- Population: 1.36M
- GDP: USD 22.46 billion
- GDP per head: USD 17,604
- Workforce: 650,000
- Unemployment (2017): 5.6%
- Average monthly wages (2017): USD 1,313
- Government debt: 9.5% of GDP
- Personal income tax: 20%
- Corporation tax: 20%
- World corruption ranking 2016: 22nd Transparency International
- Ease of doing business ranking: 12th Business Freedom Index
- Labour law: ILO Conventions ratified
- Data protection: Member of the EU and so recognised as having adequate protection
Estonia’s principle Labour law, the Employment Contracts Act, came into effect in 2009. It follows the pattern of a code that provides a guaranteed base for employees and can be seen as a further move towards liberalising the labour market under a principle known as flexisecurity. The parties to an employment contract are free to agree their own terms of employment. However, provisions that put employees in a worse position than those in the labour law Act will be void. All employment contracts must be in writing and further information about the employment must be provided to employees.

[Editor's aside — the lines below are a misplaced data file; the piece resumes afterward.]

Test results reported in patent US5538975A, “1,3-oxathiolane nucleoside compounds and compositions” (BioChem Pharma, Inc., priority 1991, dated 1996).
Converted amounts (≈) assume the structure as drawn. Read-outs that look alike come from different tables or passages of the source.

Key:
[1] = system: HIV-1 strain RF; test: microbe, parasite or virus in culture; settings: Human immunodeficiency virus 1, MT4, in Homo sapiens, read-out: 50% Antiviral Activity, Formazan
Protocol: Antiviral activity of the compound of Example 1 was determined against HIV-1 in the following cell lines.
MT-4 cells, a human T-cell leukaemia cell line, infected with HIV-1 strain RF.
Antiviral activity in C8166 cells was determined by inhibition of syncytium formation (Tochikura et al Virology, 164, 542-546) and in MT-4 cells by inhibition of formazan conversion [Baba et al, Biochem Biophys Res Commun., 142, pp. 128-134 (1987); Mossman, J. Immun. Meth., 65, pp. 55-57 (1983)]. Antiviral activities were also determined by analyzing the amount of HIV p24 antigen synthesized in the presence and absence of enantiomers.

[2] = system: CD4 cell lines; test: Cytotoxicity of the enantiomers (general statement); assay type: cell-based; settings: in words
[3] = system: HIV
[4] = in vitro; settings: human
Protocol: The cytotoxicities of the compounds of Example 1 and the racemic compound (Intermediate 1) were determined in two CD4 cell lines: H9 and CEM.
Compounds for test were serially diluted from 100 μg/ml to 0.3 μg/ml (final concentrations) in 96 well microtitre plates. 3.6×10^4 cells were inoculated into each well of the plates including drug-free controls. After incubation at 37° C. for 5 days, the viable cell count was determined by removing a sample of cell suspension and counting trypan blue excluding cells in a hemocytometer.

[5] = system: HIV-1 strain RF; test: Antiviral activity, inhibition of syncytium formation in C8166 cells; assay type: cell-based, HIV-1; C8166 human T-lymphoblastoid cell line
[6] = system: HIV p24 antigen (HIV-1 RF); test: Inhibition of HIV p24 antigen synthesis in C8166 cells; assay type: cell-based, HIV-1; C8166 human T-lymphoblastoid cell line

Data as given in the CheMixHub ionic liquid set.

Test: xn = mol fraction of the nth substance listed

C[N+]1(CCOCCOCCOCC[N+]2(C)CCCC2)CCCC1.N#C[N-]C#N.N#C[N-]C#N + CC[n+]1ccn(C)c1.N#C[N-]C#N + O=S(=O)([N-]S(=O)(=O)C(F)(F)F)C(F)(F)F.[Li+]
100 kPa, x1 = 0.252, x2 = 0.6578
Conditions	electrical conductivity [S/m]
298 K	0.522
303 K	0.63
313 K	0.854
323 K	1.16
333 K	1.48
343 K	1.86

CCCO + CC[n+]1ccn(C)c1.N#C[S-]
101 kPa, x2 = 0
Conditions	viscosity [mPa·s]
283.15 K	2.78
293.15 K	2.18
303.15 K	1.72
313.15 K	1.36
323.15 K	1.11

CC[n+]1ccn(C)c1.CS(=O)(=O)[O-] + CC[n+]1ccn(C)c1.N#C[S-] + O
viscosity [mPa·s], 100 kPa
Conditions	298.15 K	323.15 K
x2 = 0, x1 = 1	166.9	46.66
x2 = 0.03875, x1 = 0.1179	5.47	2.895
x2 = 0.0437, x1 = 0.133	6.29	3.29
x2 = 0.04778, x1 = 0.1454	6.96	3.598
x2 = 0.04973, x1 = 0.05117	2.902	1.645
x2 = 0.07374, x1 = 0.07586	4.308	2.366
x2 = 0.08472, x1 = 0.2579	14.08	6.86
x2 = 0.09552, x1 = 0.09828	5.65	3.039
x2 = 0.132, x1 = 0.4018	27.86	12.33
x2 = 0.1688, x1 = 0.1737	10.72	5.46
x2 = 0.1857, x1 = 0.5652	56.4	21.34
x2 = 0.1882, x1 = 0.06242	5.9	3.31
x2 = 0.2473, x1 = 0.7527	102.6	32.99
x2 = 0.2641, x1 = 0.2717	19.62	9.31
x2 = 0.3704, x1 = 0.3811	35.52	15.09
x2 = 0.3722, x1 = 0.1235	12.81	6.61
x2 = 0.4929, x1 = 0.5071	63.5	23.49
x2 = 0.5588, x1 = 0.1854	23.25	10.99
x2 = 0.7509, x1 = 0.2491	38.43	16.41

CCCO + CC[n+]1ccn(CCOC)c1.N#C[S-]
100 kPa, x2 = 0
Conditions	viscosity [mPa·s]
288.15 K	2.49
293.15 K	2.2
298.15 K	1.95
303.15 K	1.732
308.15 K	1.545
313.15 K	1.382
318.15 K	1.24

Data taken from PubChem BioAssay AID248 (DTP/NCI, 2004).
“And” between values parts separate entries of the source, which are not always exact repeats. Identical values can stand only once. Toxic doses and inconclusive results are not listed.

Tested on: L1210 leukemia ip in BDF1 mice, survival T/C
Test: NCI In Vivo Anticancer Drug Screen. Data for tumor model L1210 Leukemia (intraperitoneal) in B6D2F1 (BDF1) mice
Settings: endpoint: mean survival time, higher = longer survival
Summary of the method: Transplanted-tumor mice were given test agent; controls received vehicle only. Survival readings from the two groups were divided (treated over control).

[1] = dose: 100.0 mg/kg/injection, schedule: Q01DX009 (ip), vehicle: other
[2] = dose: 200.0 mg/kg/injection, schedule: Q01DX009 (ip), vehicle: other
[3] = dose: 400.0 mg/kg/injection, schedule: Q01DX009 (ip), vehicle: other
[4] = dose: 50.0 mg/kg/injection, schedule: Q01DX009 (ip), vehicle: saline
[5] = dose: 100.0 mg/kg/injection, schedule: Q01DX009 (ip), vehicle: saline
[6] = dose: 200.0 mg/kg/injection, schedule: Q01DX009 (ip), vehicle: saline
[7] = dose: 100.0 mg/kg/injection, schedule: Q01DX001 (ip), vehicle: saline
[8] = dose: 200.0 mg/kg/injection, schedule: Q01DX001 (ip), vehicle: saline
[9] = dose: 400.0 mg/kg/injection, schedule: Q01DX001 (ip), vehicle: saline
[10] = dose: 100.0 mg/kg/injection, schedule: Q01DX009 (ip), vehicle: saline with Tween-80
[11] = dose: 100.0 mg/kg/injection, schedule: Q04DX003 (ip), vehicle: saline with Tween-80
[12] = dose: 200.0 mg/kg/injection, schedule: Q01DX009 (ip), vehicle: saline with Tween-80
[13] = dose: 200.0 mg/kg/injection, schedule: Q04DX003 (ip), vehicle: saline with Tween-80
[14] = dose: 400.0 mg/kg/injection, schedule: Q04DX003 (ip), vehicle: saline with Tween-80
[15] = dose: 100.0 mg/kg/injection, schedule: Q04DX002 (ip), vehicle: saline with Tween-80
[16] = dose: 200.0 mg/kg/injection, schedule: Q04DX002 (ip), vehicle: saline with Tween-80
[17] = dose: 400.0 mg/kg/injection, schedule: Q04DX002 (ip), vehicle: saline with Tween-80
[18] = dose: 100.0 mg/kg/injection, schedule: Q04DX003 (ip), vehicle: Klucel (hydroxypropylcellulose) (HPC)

Employment contracts are either for fixed or indefinite terms. Fixed contracts cannot be for more than 5 years and must be for a good reason, such as seasonal work or covering for a temporary absence.
Neither Works Councils nor collective agreements are significant features of Estonian labour law and while trade unions are easy to establish they are not a major force in Estonia at present.
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